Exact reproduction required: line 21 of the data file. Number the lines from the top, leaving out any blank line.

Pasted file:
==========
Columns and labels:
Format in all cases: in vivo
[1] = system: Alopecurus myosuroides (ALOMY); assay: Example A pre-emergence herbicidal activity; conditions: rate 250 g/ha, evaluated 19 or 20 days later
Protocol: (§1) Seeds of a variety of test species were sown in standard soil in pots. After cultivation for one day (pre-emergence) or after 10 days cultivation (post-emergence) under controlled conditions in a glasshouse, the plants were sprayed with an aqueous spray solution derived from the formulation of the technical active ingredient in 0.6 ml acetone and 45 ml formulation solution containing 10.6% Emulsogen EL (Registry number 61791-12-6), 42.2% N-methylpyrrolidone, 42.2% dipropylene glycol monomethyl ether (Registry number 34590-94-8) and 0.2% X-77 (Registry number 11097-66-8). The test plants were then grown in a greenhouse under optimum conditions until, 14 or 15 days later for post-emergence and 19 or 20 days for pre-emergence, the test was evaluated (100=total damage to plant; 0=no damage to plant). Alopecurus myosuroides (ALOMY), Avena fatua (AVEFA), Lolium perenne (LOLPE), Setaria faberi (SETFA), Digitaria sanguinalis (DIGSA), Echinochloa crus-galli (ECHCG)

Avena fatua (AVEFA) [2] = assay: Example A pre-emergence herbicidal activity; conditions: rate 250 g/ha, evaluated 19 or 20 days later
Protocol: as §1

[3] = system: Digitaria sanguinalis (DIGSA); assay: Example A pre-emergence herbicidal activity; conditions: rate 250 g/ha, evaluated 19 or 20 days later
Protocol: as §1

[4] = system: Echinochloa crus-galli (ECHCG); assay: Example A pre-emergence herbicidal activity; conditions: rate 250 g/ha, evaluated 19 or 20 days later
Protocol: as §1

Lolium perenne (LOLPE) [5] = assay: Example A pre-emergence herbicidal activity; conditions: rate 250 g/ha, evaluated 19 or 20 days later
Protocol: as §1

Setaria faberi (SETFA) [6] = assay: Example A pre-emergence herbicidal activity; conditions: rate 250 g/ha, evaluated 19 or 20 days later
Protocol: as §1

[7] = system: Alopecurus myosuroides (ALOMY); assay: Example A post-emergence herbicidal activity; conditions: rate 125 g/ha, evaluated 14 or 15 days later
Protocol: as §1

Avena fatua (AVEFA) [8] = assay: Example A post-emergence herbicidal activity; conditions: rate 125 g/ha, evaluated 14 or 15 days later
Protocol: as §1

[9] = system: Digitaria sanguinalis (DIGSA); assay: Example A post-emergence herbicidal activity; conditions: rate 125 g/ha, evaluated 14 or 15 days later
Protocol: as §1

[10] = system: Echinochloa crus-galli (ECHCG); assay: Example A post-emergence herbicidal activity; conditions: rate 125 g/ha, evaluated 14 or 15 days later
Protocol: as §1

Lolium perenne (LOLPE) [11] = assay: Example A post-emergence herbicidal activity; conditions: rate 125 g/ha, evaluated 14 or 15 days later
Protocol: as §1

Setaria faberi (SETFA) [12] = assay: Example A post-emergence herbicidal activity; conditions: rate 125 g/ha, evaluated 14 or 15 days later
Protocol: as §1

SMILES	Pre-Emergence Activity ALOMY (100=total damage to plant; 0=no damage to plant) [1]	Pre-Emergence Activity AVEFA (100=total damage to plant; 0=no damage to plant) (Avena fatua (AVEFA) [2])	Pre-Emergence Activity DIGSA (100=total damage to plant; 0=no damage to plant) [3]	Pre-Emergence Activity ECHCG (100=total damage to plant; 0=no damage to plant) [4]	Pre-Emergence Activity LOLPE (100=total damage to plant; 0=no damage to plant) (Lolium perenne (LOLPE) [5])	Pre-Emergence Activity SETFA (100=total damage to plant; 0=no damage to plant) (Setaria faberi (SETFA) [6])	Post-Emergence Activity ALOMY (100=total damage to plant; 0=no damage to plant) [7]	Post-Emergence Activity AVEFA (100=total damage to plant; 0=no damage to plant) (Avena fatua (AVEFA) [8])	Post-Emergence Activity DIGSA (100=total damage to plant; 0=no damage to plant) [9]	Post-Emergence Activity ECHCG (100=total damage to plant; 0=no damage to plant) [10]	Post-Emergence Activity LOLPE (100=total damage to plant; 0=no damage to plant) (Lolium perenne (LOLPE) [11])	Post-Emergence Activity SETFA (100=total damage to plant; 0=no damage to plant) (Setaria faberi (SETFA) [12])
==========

[10] = system: Echinochloa crus-galli (ECHCG); assay: Example A post-emergence herbicidal activity; conditions: rate 125 g/ha, evaluated 14 or 15 days later